The War in the Vendée was a counter-revolution in the Vendée region of France during the French Revolution. The Vendée is a coastal region, located immediately south of the Loire River in western France. Initially, the war was similar to the 14th-century Jacquerie peasant uprising, but quickly acquired themes considered by the Jacobin government in Paris to be counter-revolutionary, and Royalist. The uprising headed by the newly formed Catholic and Royal Army was comparable to the Chouannerie, which took place in the area north of the Loire.
Georges Lefebvre was a French historian, best known for his work on the French Revolution and peasant life. He coined the term "history from below", which was later popularised by the British Marxist Historians, and the phrase the "death certificate of the old order" to describe the Great Fear of 1789. Among his most significant works was the 1924 book Les Paysans du Nord pendant la Révolution française, which was the result of 20 years of research into the role of the peasantry during the revolutionary period.
Albert Mathiez was a French historian, best known for his Marxist interpretation of the French Revolution. Mathiez emphasized class conflict. He argued that 1789 pitted the bourgeoisie against the aristocracy and then the Revolution pitted the bourgeoisie against the sans-culottes, who were a proletariat-in-the-making. Mathiez greatly influenced Georges Lefebvre and Albert Soboul in forming what came to be known as the orthodox Marxist interpretation of the Revolution. Mathiez admired Maximilien Robespierre, praised the Reign of Terror and did not extend complete sympathy to the struggle of the proletariat.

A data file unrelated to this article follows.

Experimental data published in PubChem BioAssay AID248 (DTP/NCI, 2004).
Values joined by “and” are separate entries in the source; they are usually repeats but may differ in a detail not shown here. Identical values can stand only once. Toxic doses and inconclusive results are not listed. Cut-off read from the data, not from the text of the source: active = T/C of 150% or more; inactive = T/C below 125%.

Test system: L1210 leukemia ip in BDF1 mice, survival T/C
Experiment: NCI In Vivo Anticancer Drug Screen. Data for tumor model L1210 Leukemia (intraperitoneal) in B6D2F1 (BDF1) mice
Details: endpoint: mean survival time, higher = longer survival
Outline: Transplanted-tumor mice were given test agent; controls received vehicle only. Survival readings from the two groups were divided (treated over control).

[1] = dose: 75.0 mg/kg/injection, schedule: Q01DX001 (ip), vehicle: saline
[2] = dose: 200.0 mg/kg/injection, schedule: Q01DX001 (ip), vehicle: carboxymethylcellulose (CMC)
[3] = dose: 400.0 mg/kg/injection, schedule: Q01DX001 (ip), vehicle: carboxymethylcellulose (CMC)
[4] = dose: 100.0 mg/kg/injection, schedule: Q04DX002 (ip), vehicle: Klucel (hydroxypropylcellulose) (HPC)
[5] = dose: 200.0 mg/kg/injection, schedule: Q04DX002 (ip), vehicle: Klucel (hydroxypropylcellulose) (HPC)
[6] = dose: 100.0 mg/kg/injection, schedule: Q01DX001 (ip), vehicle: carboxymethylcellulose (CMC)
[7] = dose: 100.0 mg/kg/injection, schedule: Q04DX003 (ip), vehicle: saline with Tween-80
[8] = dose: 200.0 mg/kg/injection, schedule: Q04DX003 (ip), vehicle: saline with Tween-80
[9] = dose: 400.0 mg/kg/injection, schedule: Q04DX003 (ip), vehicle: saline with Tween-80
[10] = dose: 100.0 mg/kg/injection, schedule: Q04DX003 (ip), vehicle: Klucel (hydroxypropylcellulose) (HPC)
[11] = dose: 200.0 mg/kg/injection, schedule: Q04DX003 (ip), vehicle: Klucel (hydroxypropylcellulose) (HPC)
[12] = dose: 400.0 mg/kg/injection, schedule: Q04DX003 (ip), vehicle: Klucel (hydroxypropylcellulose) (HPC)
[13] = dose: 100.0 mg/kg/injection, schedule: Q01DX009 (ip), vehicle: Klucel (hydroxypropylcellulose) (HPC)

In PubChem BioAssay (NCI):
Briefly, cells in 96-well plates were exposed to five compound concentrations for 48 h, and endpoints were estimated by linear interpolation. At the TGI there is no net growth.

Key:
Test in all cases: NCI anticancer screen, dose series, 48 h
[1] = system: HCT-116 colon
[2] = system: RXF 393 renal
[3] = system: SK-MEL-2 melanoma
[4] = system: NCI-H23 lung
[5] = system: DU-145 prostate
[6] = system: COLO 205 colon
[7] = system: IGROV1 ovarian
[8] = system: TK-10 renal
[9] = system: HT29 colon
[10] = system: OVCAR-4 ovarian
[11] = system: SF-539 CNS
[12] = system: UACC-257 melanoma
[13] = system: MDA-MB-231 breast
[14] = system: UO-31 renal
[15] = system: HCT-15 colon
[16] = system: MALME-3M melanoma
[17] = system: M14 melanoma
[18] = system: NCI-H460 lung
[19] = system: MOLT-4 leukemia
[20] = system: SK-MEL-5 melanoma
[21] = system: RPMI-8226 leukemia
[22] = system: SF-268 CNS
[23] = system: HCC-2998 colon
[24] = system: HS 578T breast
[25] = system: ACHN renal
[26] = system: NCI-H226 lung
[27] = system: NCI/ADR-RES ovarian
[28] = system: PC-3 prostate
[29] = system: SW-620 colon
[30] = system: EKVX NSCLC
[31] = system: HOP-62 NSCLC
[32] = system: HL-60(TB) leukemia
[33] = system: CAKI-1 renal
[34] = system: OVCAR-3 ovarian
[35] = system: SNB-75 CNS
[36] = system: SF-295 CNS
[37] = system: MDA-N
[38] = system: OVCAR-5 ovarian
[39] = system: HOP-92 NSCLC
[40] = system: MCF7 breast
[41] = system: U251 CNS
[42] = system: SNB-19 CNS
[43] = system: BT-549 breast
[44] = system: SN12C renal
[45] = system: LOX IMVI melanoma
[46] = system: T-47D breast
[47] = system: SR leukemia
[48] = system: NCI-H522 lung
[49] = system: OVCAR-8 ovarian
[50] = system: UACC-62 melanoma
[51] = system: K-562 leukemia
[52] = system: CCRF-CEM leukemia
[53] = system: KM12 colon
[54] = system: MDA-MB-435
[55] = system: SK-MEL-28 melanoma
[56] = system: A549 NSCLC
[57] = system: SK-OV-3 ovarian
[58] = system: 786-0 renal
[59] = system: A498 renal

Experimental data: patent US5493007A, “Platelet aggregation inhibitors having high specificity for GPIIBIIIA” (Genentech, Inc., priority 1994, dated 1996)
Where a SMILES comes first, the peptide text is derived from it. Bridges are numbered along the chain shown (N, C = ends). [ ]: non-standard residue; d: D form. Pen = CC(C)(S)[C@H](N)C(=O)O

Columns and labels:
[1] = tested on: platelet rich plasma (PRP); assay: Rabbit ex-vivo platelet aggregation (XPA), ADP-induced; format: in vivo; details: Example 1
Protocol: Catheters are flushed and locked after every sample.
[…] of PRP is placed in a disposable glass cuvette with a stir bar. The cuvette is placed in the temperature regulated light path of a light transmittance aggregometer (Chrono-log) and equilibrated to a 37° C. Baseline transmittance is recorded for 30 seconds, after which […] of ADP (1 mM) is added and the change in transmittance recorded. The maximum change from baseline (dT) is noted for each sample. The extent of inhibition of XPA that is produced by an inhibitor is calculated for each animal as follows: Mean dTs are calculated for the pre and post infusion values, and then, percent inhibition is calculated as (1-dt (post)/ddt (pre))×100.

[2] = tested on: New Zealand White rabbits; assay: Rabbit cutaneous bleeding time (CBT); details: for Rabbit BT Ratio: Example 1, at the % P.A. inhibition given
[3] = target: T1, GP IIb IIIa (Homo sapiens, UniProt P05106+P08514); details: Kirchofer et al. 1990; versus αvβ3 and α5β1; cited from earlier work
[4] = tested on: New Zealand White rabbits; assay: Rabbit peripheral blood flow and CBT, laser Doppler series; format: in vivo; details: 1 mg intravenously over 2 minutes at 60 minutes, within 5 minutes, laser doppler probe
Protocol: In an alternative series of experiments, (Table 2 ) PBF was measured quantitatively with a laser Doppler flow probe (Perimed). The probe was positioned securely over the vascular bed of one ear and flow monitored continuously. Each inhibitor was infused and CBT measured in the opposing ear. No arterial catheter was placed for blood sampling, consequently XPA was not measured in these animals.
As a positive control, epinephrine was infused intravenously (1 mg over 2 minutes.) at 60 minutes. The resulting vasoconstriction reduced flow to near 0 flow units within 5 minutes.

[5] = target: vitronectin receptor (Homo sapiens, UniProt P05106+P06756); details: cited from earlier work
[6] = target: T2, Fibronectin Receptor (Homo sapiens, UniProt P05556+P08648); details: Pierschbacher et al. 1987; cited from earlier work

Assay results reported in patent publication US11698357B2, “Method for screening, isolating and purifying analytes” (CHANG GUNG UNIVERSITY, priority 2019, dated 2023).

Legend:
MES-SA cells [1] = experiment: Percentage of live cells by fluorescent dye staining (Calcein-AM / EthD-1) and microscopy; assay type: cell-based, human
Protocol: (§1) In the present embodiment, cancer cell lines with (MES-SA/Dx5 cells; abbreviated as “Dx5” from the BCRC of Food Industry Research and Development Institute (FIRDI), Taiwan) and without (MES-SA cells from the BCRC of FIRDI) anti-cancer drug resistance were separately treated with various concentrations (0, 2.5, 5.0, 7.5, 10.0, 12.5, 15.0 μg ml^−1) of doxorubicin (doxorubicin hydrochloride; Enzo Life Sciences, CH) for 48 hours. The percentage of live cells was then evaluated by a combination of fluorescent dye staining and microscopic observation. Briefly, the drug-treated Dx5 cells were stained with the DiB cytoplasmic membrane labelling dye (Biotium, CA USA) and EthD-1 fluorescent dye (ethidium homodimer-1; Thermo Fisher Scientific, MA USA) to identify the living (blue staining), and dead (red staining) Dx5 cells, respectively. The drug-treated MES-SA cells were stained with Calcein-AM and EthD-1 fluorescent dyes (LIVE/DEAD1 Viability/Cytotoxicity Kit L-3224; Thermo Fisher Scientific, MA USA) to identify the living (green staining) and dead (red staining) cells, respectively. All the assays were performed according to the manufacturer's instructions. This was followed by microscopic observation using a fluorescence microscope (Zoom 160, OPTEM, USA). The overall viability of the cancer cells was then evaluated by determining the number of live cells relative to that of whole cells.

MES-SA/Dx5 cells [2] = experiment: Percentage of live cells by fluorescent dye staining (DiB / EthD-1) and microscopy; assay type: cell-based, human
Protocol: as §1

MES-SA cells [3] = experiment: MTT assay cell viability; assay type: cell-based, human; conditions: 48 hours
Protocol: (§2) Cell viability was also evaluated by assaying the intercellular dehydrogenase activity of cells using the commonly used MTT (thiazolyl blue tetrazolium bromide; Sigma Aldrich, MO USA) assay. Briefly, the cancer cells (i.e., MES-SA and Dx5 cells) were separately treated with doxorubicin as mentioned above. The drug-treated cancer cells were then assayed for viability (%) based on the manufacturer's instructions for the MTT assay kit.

François Furet was a French historian and president of the Saint-Simon Foundation, best known for his books on the French Revolution.
Alfred Cobban was an English historian and professor of French history at University College, London, who along with prominent French historian François Furet advocated a classical liberal view of the French Revolution.
Pierre Nora is a French historian elected to the Académie française on 7 June 2001. He is known for his work on French identity and memory. His name is associated with the study of new history. He is the brother of the late Simon Nora, former French officer.
Jean-François-Auguste Moulin was a member of the French Directory. He had a long career as a military officer serving France in the Royal Army of King Louis XVI, the Garde Nationale of the French Revolution, and the Grande Armée of Napoleon Bonaparte.
Augustin Cochin was a French historian of the French Revolution. Much of his work was posthumously published in an incomplete state after he was killed in action in World War I.
Dame Olwen H. Hufton, is a British historian of early modern Europe and a pioneer of social history and of women's history. She is an expert on early modern, western European comparative socio-cultural history with special emphasis on gender, poverty, social relations, religion and work. Since 2006 she has been a part-time Professorial Research Fellow at Royal Holloway, University of London.
Claude-François de Payan was a political figure of the French Revolution.
The Fraternal Society of Patriots of Both Sexes, Defenders of the Constitution was a French revolutionary organization notable in the history of feminism as an early example of active participation of women in politics.
The natural borders of France are a political and geographic theory developed in France, notably during the French Revolution. They correspond to the Rhine, the Atlantic Ocean and Mediterranean Sea, the Pyrenees and the Alps, according to the revolutionaries.